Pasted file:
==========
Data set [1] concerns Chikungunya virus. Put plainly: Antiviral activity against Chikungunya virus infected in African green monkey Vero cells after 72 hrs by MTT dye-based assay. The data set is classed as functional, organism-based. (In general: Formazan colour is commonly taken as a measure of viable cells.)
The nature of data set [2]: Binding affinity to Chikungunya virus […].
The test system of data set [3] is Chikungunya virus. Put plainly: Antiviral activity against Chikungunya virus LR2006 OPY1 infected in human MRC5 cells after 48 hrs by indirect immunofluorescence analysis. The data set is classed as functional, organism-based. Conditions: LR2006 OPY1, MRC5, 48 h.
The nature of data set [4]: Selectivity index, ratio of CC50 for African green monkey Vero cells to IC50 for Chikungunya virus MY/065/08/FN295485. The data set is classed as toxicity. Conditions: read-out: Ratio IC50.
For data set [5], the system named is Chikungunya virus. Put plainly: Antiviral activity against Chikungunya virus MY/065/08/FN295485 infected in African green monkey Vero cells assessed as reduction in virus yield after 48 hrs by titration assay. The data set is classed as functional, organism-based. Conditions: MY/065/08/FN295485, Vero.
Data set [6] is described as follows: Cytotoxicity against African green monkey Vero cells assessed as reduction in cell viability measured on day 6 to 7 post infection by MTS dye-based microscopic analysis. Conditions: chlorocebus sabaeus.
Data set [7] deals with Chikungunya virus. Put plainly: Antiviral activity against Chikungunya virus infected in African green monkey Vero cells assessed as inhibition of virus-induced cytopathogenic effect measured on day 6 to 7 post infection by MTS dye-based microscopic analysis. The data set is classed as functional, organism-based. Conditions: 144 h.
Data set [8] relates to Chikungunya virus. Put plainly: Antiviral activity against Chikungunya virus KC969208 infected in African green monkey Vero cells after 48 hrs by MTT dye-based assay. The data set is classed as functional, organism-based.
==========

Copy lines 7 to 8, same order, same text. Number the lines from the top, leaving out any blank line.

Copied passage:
Data set [7] deals with Chikungunya virus. Put plainly: Antiviral activity against Chikungunya virus infected in African green monkey Vero cells assessed as inhibition of virus-induced cytopathogenic effect measured on day 6 to 7 post infection by MTS dye-based microscopic analysis. The data set is classed as functional, organism-based. Conditions: 144 h.
Data set [8] relates to Chikungunya virus. Put plainly: Antiviral activity against Chikungunya virus KC969208 infected in African green monkey Vero cells after 48 hrs by MTT dye-based assay. The data set is classed as functional, organism-based.